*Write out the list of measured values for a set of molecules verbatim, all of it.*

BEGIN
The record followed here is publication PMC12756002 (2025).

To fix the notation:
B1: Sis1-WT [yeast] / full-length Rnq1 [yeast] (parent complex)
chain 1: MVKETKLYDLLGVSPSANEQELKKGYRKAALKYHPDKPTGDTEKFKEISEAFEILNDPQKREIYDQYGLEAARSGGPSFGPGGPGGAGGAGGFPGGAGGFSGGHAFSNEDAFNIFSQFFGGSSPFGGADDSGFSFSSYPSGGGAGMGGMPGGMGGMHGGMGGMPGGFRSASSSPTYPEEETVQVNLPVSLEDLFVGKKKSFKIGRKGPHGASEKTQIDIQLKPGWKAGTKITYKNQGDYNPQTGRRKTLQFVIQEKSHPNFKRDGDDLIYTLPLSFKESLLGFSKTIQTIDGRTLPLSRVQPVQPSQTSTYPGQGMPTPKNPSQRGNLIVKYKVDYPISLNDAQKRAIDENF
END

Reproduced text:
The record followed here is publication PMC12756002 (2025).

To fix the notation:
B1: Sis1-WT [yeast] / full-length Rnq1 [yeast] (parent complex)
chain 1: MVKETKLYDLLGVSPSANEQELKKGYRKAALKYHPDKPTGDTEKFKEISEAFEILNDPQKREIYDQYGLEAARSGGPSFGPGGPGGAGGAGGFPGGAGGFSGGHAFSNEDAFNIFSQFFGGSSPFGGADDSGFSFSSYPSGGGAGMGGMPGGMGGMHGGMGGMPGGFRSASSSPTYPEEETVQVNLPVSLEDLFVGKKKSFKIGRKGPHGASEKTQIDIQLKPGWKAGTKITYKNQGDYNPQTGRRKTLQFVIQEKSHPNFKRDGDDLIYTLPLSFKESLLGFSKTIQTIDGRTLPLSRVQPVQPSQTSTYPGQGMPTPKNPSQRGNLIVKYKVDYPISLNDAQKRAIDENF